The Bruges Group spearheaded the intellectual battle to win a vote to leave the European Union and, above all, against the emergence of a centralised EU state.

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Tory ‘renegotiation’ is a slogan not a policy

The Cameron approach does further damage to Britain’s ‘broken politics’

Gerald Frost 


David Cameron’s decision to renege on his “cast-iron” guarantee to hold a referendum on the Lisbon Treaty has evidently disappointed a great many people, but will have surprised relatively few.

While the Cameron volte face probably means that the European problem has been temporarily defused, his decision to backtrack will have a number of undesirable consequences: it will add to the public’s profound cynicism about politics – a subject which the Tory leader has repeatedly promised to address – and it will make the task of “renegotiation” considerably harder, perhaps even impossible, to achieve.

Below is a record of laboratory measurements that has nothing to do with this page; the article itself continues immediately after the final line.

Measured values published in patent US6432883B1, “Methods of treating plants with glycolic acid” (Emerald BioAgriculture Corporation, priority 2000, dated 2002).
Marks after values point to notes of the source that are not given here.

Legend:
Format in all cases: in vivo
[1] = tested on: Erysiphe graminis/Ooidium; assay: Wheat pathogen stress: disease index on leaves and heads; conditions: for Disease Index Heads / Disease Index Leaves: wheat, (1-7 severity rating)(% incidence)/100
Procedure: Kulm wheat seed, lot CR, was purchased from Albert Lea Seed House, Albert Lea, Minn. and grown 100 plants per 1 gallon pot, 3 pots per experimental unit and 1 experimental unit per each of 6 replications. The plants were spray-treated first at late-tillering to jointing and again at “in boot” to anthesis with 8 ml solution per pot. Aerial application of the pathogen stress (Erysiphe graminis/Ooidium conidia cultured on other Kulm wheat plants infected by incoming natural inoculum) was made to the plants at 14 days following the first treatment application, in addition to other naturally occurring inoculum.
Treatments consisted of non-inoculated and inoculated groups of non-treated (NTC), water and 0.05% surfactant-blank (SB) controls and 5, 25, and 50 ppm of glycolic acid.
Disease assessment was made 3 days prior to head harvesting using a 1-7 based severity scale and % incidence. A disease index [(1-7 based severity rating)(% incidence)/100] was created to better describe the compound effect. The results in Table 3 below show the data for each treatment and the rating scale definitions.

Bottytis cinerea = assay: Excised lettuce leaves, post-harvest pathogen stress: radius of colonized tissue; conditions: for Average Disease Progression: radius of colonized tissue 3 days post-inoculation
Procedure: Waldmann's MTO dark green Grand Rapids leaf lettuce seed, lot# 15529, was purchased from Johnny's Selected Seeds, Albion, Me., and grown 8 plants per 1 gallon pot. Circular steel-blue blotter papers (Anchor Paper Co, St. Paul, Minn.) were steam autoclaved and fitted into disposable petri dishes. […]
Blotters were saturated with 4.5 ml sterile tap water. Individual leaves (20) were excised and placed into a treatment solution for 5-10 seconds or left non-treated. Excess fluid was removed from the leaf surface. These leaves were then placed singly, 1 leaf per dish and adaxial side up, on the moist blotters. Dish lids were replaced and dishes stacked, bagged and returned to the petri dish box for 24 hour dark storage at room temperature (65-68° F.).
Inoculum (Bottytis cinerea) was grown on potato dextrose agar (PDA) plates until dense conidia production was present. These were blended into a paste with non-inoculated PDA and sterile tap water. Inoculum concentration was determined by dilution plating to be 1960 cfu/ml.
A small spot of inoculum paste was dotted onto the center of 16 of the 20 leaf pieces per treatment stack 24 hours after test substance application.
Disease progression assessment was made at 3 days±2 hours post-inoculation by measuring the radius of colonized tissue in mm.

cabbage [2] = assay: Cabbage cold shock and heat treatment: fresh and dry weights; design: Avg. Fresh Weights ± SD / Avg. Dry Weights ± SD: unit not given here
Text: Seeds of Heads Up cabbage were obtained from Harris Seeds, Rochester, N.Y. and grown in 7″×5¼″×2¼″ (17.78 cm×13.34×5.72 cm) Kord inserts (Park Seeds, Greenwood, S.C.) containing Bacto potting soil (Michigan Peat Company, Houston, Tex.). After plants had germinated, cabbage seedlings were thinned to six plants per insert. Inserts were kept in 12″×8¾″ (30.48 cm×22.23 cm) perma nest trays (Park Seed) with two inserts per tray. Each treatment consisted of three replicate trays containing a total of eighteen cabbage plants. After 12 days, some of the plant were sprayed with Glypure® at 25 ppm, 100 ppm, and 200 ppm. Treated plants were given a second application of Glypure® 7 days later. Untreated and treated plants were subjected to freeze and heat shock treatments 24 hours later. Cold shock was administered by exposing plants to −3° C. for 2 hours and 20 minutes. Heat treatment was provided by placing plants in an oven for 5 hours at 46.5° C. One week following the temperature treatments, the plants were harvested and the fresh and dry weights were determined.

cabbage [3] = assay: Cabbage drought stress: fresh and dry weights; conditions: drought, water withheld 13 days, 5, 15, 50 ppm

A referendum on the Lisbon Treaty would not have had the effect of exempting Britain from the treaty provisions but it would have served to strengthened the hands of the British negotiators in seeking to return powers from Brussels to Westminster; a referendum on specific proposals to renegotiate the terms of British membership would have a similar effect. Both courses of action would provide a stronger mandate made for renegotiation than a commitment made in a general election manifesto. In rejecting a referendum, Mr Cameron is perpetuating a style of politics which effectively disenfranchises the British people on EU and related issues; this will have effect of increasing the deep mood of public cynicism with politics generally. Until he, or some other political leader, can find away to reengage the electorate in the decisions over Britain’s political future and shapes policy accordingly, British politics will remain “broken.”

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